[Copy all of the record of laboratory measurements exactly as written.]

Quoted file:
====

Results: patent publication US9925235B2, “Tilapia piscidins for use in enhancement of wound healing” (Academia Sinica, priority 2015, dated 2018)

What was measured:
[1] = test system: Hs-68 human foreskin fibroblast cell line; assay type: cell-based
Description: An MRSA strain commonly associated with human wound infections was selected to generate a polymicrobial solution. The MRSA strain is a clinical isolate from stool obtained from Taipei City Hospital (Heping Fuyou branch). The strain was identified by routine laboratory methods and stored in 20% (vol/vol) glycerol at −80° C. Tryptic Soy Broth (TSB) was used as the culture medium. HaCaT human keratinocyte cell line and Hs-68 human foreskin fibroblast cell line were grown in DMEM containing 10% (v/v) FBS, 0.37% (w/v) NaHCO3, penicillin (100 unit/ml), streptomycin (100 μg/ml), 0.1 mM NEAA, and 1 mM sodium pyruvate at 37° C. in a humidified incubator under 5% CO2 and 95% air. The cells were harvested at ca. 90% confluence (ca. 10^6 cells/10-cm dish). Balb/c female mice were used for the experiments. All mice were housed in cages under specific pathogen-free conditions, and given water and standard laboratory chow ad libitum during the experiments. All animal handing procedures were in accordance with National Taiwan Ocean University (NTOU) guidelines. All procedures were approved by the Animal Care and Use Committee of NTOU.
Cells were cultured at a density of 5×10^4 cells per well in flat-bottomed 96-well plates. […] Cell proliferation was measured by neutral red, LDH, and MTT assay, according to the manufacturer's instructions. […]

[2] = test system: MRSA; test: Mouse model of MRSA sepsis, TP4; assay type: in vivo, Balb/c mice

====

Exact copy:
Results: patent publication US9925235B2, “Tilapia piscidins for use in enhancement of wound healing” (Academia Sinica, priority 2015, dated 2018)

What was measured:
[1] = test system: Hs-68 human foreskin fibroblast cell line; assay type: cell-based
Description: An MRSA strain commonly associated with human wound infections was selected to generate a polymicrobial solution. The MRSA strain is a clinical isolate from stool obtained from Taipei City Hospital (Heping Fuyou branch). The strain was identified by routine laboratory methods and stored in 20% (vol/vol) glycerol at −80° C. Tryptic Soy Broth (TSB) was used as the culture medium. HaCaT human keratinocyte cell line and Hs-68 human foreskin fibroblast cell line were grown in DMEM containing 10% (v/v) FBS, 0.37% (w/v) NaHCO3, penicillin (100 unit/ml), streptomycin (100 μg/ml), 0.1 mM NEAA, and 1 mM sodium pyruvate at 37° C. in a humidified incubator under 5% CO2 and 95% air. The cells were harvested at ca. 90% confluence (ca. 10^6 cells/10-cm dish). Balb/c female mice were used for the experiments. All mice were housed in cages under specific pathogen-free conditions, and given water and standard laboratory chow ad libitum during the experiments. All animal handing procedures were in accordance with National Taiwan Ocean University (NTOU) guidelines. All procedures were approved by the Animal Care and Use Committee of NTOU.
Cells were cultured at a density of 5×10^4 cells per well in flat-bottomed 96-well plates. […] Cell proliferation was measured by neutral red, LDH, and MTT assay, according to the manufacturer's instructions. […]

[2] = test system: MRSA; test: Mouse model of MRSA sepsis, TP4; assay type: in vivo, Balb/c mice